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I really enjoy going back to earlier versions of Race for the Galaxy in Keldon's AI, particularly the base game. It's a simpler, slower and less swingy experience. There isn't the icon overload of later cards, and without goals, Prestige, Improved Logistics, Terraforming Guild, Pan-Galactic Affluence, etc, it's a less demanding experience.

One of the major changes is that I'm extremely wary of going a military route without an economic component to my tableau. The relative lack of high-scoring military worlds and 6-cost developments, and the prevalence of produce-consume strategies makes it easy to be stranded with lots of military but no way to get enough points and close out the game quickly enough. Many games end due to VP depletion with just a handful of cards in all tableaux.

Also, 6-costs are much less important; you're unlikely to get more one or two of them down, and are quite capable of winning without any. I think this is because cardflow is tighter - military worlds are less common so you have to pay for settles, there are fewer discounts and card-drawing powers - and builds are less frequent (half the time players are calling double-consume).

I don't think start world matters as much; due to the smaller deck and fewer combos, there's less variance in what you draw. It's pretty easy to turn up production worlds, and experiments in "always going produce-consume" have come back reasonably positive.
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Brendon Russell
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ackmondual wrote:
entranced wrote:
ackmondual wrote:
One thing that noticeably bothers me about 'going back to the basics' is the special hilights and symbols are meaningless. They were there to future-proof the whole series, and now, they're ignored again. UPFILT, TERRAFORMING, IMPERIUM, and the 'X' chromosome are nothing.

This is especially evident to me when going back to RvI, for the 5 cards that have a prestige symbol.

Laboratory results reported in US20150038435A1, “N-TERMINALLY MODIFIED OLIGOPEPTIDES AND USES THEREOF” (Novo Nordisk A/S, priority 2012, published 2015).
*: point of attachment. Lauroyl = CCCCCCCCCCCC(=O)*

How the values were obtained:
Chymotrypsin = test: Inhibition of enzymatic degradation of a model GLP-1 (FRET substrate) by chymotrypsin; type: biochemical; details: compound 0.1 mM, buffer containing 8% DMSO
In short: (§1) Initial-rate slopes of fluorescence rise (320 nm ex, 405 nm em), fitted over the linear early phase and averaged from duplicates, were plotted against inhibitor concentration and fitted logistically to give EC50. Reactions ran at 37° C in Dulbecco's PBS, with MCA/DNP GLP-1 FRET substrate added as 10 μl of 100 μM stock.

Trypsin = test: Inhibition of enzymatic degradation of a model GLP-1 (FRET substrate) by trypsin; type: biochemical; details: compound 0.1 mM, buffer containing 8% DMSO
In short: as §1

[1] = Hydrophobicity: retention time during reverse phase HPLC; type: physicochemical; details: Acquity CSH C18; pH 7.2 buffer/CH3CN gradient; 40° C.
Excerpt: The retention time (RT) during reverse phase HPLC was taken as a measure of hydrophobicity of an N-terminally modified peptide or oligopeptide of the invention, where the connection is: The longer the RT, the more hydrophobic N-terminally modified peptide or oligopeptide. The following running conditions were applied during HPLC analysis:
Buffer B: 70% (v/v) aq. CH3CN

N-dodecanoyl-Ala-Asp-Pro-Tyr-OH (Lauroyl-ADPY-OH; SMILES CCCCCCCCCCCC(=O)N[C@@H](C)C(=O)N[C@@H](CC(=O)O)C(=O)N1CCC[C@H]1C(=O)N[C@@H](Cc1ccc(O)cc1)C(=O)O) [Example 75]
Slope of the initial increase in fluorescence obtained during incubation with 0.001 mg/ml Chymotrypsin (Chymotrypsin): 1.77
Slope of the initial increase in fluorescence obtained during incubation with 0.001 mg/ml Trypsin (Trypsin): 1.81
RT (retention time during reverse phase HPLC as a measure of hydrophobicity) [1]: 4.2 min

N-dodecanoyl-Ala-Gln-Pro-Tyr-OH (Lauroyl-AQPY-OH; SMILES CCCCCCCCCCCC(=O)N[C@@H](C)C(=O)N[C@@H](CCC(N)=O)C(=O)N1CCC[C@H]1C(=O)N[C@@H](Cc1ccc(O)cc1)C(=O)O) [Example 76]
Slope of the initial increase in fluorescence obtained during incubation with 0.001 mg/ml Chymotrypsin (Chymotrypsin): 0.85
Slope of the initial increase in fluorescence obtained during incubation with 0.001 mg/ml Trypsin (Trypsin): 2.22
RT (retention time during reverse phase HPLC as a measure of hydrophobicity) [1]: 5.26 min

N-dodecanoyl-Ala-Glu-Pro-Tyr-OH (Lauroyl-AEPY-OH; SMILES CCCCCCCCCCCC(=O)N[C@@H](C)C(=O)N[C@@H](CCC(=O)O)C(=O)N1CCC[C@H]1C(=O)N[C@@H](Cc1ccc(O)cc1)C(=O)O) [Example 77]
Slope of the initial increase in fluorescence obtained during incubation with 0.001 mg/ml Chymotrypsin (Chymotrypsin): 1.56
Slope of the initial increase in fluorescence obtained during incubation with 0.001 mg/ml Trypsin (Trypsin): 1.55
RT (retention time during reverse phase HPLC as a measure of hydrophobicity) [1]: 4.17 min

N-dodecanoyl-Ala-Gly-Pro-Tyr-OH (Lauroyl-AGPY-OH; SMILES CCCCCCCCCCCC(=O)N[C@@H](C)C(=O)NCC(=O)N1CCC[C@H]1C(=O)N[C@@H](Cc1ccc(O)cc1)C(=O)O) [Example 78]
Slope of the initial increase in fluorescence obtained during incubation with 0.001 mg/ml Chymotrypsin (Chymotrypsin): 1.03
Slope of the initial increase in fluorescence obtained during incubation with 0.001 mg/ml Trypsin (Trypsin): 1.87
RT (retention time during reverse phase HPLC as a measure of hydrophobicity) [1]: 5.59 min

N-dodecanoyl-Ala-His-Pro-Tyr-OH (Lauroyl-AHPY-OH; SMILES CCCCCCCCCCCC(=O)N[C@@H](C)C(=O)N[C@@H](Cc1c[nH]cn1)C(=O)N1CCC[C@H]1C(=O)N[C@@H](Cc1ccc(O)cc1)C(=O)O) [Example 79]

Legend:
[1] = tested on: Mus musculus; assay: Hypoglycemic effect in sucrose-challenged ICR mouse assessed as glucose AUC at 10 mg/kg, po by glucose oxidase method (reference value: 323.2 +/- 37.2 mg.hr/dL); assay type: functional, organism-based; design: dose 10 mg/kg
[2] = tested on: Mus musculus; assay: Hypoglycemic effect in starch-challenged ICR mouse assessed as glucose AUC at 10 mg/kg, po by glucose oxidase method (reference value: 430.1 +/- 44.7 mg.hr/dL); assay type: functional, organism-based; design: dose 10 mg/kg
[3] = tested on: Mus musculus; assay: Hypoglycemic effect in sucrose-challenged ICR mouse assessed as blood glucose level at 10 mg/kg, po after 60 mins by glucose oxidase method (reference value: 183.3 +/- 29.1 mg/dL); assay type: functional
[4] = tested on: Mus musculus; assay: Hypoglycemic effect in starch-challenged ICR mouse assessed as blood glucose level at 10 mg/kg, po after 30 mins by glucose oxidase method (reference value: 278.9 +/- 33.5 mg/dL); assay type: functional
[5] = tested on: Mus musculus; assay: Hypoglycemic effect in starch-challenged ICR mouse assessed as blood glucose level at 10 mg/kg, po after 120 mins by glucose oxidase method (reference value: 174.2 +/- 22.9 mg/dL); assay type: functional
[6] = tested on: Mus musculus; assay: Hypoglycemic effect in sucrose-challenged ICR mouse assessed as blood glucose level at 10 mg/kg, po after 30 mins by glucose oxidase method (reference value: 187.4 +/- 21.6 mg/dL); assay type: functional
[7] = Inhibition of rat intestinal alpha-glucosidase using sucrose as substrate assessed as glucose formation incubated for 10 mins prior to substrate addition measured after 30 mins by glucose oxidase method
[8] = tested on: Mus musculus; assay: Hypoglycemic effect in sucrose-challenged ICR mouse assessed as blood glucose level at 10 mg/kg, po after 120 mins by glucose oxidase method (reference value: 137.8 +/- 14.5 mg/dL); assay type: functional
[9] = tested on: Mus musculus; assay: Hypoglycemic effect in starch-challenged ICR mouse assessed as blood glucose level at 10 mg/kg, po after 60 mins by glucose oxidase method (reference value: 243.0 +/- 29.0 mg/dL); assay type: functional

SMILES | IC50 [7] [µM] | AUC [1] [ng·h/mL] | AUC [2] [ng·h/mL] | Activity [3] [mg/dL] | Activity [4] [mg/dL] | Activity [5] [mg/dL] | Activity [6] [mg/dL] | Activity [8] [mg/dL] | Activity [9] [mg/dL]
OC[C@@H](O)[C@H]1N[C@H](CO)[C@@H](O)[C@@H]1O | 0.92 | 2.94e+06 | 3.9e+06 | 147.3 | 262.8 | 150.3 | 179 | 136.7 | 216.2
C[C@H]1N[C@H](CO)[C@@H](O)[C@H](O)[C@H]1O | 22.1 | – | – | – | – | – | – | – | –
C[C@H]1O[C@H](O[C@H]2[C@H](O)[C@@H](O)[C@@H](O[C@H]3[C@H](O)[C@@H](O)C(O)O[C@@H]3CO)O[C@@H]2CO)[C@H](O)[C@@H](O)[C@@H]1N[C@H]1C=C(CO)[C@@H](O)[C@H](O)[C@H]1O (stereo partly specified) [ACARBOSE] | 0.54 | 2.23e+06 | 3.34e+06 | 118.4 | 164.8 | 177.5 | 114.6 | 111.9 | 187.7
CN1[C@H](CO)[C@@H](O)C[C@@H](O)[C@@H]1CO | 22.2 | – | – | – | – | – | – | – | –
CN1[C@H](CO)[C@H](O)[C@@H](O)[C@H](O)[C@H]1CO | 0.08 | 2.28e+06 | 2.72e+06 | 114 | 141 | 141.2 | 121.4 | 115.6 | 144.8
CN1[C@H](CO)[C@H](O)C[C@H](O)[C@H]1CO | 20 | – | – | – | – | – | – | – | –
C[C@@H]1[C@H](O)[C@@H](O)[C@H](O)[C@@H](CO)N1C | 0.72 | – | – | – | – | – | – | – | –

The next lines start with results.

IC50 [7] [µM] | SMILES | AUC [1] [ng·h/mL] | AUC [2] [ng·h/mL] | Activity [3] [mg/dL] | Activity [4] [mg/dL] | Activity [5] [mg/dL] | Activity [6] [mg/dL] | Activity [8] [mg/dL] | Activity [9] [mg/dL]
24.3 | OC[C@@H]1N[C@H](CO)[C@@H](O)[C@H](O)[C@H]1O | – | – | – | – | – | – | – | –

For my first few games of BoW, I kept forgetting to take a PP when building any of those 5 cards. However, it wasn't b/c I forgot about the new rule with prestige. When I built anything else like PGSC, Alien Booby Trap, or GPB, I did take my PP. It dawned on me that I got so used to ignoring the imprinted PP symbol on those original 5 cards that I had to "train myself" to not completely ignore that purple star.


I found the same thing - I was hyper-aware of the prestige symbol on the new cards, and had mentally blanked it out on the old ones.
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Instead of setting RFTG and everything, I just play 7 Wonders instead for the moment
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Michael Link
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Malachi wrote:
My group never uses the sliders. It's not that hard to count up military when it matters, and it matters so rarely that it's not worth the effort for us to get them out of the box.


We used them our first game of RvI and then they were vetoed on game 2

However, in that game I had a sweet P/C engine going where one of the production worlds was Rebel Miners. One of my opponents, notably the one likely in second place by quick tableau scan, put down Imperium Seat. Now this was our second game of RvI but I had been studying the takeover rules, quickly calculated total+temp military for both of us, and realized she could take over my world and seriously cripple my P/C engine while advancing the endgame favorably.

No takeover was ever even attempted, and I went on to win. After the fact, I pointed out to her that I thought she could have taken over my world. She replied that she had no clue she could even have done that. The lack of military sliders helped me big time, because it caused all the other players to forget that takeovers exist.

For this reason I now insist on playing with the sliders.

EDIT: And before someone calls me a bad sport, in our first 4er BoW game, this same opponent started with Imperium Warlord and I started with Rebel Freedom Fighters. I prestige developed Rebel Alliance on turn 2 and made a big deal out of fishing the little "specialized attack" chit out of the box and even explained how Rebel Alliance's takeover power works. 2 turns later, Smuggling Lair was played. It ended up in my tableau next turn and the player never recovered. They were warned!!
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Malachi Brown
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theright555J wrote:
The lack of military sliders helped me big time, because it caused all the other players to forget that takeovers exist.

This sounds like a problem with your group or the newness of takeovers at the time. With experienced players, fiddling with sliders is just a meaningless distraction the vast majority of the time. Not to mention the fact that if someone forgets to modify the sliders it creates a worse situation than not having them, in my opinion.